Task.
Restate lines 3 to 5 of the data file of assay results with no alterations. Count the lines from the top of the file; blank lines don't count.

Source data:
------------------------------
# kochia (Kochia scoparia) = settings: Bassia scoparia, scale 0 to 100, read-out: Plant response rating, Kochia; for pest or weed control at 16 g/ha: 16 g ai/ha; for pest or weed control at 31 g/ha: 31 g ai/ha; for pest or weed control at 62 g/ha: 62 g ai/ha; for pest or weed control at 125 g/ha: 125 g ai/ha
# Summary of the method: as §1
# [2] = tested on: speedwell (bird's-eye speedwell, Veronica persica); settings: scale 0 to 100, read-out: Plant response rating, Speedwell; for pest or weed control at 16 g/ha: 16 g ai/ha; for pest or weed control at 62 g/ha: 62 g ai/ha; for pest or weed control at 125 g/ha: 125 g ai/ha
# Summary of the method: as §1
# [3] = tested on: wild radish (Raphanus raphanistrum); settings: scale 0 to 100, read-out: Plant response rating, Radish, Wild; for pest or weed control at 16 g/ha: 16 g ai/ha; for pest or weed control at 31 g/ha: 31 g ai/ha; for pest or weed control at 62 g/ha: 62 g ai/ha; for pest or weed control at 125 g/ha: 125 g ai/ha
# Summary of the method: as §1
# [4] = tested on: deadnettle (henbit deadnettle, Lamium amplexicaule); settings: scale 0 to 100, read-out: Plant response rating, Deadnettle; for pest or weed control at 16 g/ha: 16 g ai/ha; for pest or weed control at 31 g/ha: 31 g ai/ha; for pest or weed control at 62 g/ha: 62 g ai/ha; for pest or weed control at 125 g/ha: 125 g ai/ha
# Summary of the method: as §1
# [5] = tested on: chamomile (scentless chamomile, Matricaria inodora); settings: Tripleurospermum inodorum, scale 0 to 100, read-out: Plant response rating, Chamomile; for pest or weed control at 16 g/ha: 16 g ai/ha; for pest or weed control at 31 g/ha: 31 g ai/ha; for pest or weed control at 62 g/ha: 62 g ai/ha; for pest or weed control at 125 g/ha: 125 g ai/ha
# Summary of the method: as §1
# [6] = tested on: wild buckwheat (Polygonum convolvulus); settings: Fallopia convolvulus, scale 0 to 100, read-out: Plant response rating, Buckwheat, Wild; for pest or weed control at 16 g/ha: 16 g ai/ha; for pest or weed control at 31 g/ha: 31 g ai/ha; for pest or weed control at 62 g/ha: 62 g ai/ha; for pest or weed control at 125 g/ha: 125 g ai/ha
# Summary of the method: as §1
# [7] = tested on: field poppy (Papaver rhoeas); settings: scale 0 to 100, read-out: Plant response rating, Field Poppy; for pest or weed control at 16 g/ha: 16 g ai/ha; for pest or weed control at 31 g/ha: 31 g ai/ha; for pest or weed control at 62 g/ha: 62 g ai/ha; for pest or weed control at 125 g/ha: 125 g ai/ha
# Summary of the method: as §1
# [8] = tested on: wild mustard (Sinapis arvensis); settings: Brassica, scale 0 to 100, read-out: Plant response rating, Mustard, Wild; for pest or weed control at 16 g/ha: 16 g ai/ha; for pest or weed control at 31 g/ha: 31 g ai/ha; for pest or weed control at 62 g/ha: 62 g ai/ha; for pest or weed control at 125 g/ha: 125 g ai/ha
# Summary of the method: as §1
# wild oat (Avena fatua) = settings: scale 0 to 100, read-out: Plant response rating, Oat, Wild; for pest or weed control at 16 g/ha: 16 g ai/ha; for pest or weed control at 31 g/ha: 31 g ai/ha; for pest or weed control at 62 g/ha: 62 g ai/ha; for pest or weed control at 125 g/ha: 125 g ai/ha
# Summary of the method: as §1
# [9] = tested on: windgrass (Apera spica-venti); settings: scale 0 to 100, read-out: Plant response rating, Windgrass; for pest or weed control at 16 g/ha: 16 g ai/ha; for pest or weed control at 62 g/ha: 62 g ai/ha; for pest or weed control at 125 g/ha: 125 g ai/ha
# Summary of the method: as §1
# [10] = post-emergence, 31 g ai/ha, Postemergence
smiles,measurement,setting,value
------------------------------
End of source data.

# [2] = tested on: speedwell (bird's-eye speedwell, Veronica persica); settings: scale 0 to 100, read-out: Plant response rating, Speedwell; for pest or weed control at 16 g/ha: 16 g ai/ha; for pest or weed control at 62 g/ha: 62 g ai/ha; for pest or weed control at 125 g/ha: 125 g ai/ha
# Summary of the method: as §1
# [3] = tested on: wild radish (Raphanus raphanistrum); settings: scale 0 to 100, read-out: Plant response rating, Radish, Wild; for pest or weed control at 16 g/ha: 16 g ai/ha; for pest or weed control at 31 g/ha: 31 g ai/ha; for pest or weed control at 62 g/ha: 62 g ai/ha; for pest or weed control at 125 g/ha: 125 g ai/ha